ALG Calls on TSA Nominee Southers to Answer Questions on Union Bargaining for Airport Screeners  

January 4th, 2010, Fairfax, VA—Americans for Limited Government President Bill Wilson today called on Barack Obama’s nominee for Director of the Transportation Security Administration (TSA), Errol Southers, to answer outstanding questions about whether he would support mandatory union bargaining for TSA employees.

“The Senate, before it votes to fill this critical position, has a duty to ascertain if Mr. Southers favors mandatory union bargaining over the safety and security of the American people,” said Wilson.

Senator Jim DeMint (R-SC) has placed a legislative hold on Southers, preventing him from being confirmed via unanimous consent. It takes 60 votes in the Senate to break the hold. Speaking on NBC News this morning with Matt Lauer, DeMint said, “what I’ve asked for, Matt, is just some debate and a recorded vote. They… want to pass Mr. Southers in… secret, without a recorded vote. I think there’s some significant issues. I’ve asked him if he is going to change the policy of collective bargaining within the TSA and he will not give me a straight answer.”

Wilson responded to charges that DeMint’s hold prevented Southers from being confirmed. “Senate Majority Leader Harry Reid did not even schedule a floor vote on Southers prior to the botched terror attack of Flight 253 on Christmas,” said Wilson, “because filling the position was not a top priority of the Senate.”

“A simple up or down vote could have had the nominee confirmed already. Reid doesn’t even need DeMint to lift the hold, he knows it, and has even acknowledged it,” Wilson said, pointing to a December 29th statement by Reid, “I will file cloture on Mr. Southers’ nomination when the Senate reconvenes in January…”

“Instead,” Wilson said, “Reid has sought to use the terror attack as means of confirming an otherwise objectionable nominee,” Wilson said, adding, “Which, is exactly how the Senate confirmed Kathleen Sebelius to the Department of Health and Human Services when they used the H1N1 scare as a means of skipping objections.”

In a statement on January 1st, DeMint said, “Erroll Southers has not been forthcoming about whether he’ll give union bosses control of our airport security, which is one of the most important decisions he’ll make as head of the TSA. Mr. Southers’ unwillingness to form a position on collective bargaining seriously calls into question his judgment, because it weakens security and has already been rejected by the CIA, the FBI, the Secret Service, the Coast Guard, and by every previous TSA administrator.”

In testifying in front of Congress in November, Southers declined to say whether he would support collective bargaining or not. Wilson said he was “dodging.”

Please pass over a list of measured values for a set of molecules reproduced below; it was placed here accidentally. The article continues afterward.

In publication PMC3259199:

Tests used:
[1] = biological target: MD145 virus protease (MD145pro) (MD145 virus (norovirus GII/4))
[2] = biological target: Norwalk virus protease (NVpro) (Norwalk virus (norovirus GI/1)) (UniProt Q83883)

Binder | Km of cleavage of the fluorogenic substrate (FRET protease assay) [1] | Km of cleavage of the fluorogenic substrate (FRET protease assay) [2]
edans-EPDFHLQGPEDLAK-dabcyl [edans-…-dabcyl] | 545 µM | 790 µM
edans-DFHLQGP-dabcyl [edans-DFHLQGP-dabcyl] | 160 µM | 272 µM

“Mr. Southers ought to have an opinion about whether union bargaining would harm the administration of transportation security or not,” Wilson explained, adding, “The fact that he did not deny it outright is troubling enough, since it indicates that he is considering it.”

“The least Southers should be saying is that if union bargaining over security procedures would undermine said security, he would reject it,” Wilson said. “If he cannot be that specific, the Senate has no reason but to assume he’s attempting to conceal his agenda, and that security is not his number one priority.”

As reported by the Federal Times, Southers “pledged to review the issue and said he would talk to a cross-section of stakeholders, including employees, before making a decision.”

“Mr. Southers ought to just answer Senator DeMint’s very simple question so Senators can make an informed vote on the nomination,” Wilson said, adding, “The advice and consent of the Senate is not a guarantee.”

Wilson said Southers should be rejected, regardless, for “abusing his position to order background searches on his wife’s boyfriend in the 1980’s.”

As reported by PoliJam, “Errol Southers, a former FBI agent, had reportedly used his office in the 1980s to access a federal database in order to look into the background of his then-estranged wife’s new boyfriend. In a sworn affidavit on October 22, Southers gave certain details about the incident to the Senate homeland security committee, only to later notify the committee on November 20th that his first account was incorrect after the committee had already approved his nomination the day before on November 19.”

“What is emerging with Mr. Southers is a pattern of dodging questions, withholding information, and changing stories,” Wilson said, concluding, “None of which qualifies him to head the TSA, although he may have a future in politics. The Senate should reject this nomination and send a message to Barack Obama that the TSA needs to be headed by a nominee who has a demonstrated ability and willingness to be forthcoming to Congress about what is good security policy, and what is not.”